Early this week, the South Africa Daily Maverick published an op-ed titled, “It’s not Zuma that we need protection from, it’s the market.” While the author rightly calls out the role of cronyism in destroying ordinary South Africans’ economic mobility, she doesn’t seem to make a distinction between economic freedom and crony capitalism.
This spotlights a crucial misunderstanding in the ongoing battle against capitalism in South Africa, and across Africa.The values of freedom will continue to take a back seat as anti-market forces demand more state control of the economy against “corporate” interests.
The Benefits Seem Unattainable
How is it that perceptions of the market are so negative on a continent with such a rich tradition of economic freedom?
It can be alleged that the arguments for capitalism have become too utilitarian to appeal to a continent that has been ravaged by the effects of slavery, colonialism, kleptocracy, ethnic genocide, crony capitalism, and extreme poverty. Indeed, in his 1999 book “Development as Freedom,” Harvard Professor Amartya Sen argued,
The discipline of economics has tended to move away from focusing on the value of freedoms to that of utilities, incomes, and wealth. This narrowing of focus leads to an under appreciation of the full role of the market mechanism, even though economics as a profession can hardly be accused of not praising markets enough.”
Read more at FEE Online
In the aftermath of Trump’s missile strike, congressional Democrats urged precaution while Republican leaders promptly urged President Trump to push for Assad’s ousting. The Democrats have apparently been proved correct in emphasizing precaution; President Bashar al-Assad’s allies have since threatened reprisals against any further assaults on the regime. This development doesn’t bode well for future success in handling the Syrian crisis. A miscalculated American intervention in Syria might worsen the country’s humanitarian crisis, drag America into another war in the Middle East, and leave a leadership void for myriad extremist groups.
The humanitarian situation in Syria is already appalling, with over 400,000 people killed since 2011. The Assad regime has showed little concern for innocent civilians when securing power. If the US toughens their assaults on the regime, a Russia-led retaliation could be imminent, leading to a possible confrontation between the US and Russia. Indeed, Russia and Iran have already committed to “respond with force to any aggressor or any breach of red lines from whoever it is and America knows our ability to respond well.” In this scenario, civilian casualties and internal displacement would certainly deteriorate further.
Read more at the Daily Caller
Last week, a New York court charged white supremacist and army veteran, James Jackson, with second-degree murder for fatally stabbing a black man, Timothy Caughman, to death. Jackson later revealed that his frequent usage of neo-Nazi website, The Daily Stormer, informed his hate views confirming the violent rise in far-right activities.
Like other hate-fueled crimes committed in the last few months across Europe and the U.S., an unrestrained progression in far-right attitudes, especially those ignorantly propagated by political leaders, might trigger more racial intolerance, negatively affect economies and serve a victory for religious extremism and communist states.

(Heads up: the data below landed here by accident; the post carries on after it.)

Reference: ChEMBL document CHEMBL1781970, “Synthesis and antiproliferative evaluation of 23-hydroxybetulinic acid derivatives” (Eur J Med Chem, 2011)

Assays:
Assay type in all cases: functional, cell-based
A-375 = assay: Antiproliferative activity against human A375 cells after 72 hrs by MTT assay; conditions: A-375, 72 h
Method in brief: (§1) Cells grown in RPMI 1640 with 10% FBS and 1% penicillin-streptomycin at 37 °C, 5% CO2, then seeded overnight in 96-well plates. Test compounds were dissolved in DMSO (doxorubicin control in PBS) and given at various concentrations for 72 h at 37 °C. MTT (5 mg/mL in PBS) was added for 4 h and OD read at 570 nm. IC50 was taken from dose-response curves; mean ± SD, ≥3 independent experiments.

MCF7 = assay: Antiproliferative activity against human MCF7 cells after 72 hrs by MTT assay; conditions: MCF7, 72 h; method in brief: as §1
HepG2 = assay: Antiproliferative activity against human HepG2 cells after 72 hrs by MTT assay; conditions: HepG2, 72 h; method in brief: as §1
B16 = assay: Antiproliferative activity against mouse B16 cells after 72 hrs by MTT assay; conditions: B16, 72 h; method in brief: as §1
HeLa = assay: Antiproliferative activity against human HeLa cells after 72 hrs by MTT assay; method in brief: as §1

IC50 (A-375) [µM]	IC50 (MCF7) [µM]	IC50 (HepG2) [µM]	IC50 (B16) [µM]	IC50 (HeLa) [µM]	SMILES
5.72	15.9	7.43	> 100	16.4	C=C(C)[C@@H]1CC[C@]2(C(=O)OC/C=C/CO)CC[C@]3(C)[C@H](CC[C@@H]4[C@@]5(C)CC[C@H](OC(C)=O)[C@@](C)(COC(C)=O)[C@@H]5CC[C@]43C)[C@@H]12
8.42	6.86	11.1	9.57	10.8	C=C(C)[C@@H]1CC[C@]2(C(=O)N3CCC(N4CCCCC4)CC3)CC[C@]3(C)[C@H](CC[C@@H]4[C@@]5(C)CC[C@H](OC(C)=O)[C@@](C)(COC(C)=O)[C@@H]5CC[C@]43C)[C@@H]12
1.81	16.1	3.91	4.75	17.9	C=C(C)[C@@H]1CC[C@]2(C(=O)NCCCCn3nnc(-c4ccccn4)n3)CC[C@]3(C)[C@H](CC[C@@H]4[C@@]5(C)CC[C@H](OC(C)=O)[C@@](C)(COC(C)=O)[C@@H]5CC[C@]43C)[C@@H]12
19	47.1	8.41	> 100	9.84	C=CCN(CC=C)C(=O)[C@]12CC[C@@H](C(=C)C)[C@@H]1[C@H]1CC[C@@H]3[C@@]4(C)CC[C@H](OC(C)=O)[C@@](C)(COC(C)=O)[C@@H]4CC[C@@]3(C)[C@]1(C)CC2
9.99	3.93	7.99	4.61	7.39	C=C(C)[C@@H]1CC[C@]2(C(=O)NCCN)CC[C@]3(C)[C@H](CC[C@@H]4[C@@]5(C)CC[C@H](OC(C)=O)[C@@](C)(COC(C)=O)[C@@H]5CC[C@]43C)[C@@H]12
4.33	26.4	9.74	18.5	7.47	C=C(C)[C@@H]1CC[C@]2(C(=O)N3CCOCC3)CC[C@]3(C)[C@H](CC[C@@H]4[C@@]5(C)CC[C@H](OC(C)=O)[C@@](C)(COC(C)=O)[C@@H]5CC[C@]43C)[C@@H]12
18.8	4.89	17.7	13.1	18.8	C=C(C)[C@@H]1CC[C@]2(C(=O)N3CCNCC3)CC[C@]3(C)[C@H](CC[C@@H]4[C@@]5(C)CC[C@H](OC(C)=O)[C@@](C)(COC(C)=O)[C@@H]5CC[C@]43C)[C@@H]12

Most of these violent opinions have reversed racial and religious tolerance, triggering attacks on minority groups, and, if unchecked, might brook more violence with threat on social diversity. It could also re-institutionalize racism, leaving a negative backdrop on the prolific tourist industry in Europe and the U.S. since one in ten enterprises in the non-financial business economy of European states are linked to tourism.
These over 2.2 million enterprises employ 12 million persons. In fact, Germany and France are top beneficiaries, with an average of over €38 billion in revenue between them. Likewise in the U.S., tourism supports over 7 million jobs and produces an economic output of over $1.6 million.
Continue reading at Outset Magazine
The Nigerian government recently launched the Social Investment Programme (SIP), a welfare scheme aimed at alleviating poverty. Through SIP, the government plans to feed 3.5 million schoolchildren, create jobs and offer loans to 1.6 million Nigerians. The program’s framework might seem noble and appealing, but its dependence on borrowing makes poverty eradication doubtful while increasing the country’s debt profile and general interest rate.
First, current levels of poverty in Nigeria are linked to debt incurred in the 1980s and 1990s. This debt has hindered each successive administration’s ability to spend on development projects to reduce poverty. Thus, borrowing to fund SIP will inflate the country’s already high debt profile, and negatively influence individual financial security as average income decreases while tax increases. These changes in financial strength will consequently affect savings and investment, which are prerequisites for poverty reduction.
While the government hopes the scheme will help drive entrepreneurship, SIP will do the opposite. If Nigeria’s creditors doubt the government’s inability to repay borrowed funds (likely considering the dwindling oil revenue), there will be higher demands on interest rates to counteract the risk, thereby upsetting general interest rates. This means potential entrepreneurs might get discouraged and existing businesses might not risk high interest loans to expand. This decrease in business growth and economic strength can possibly lead to more poverty.
Continue reading at AfricanLiberty.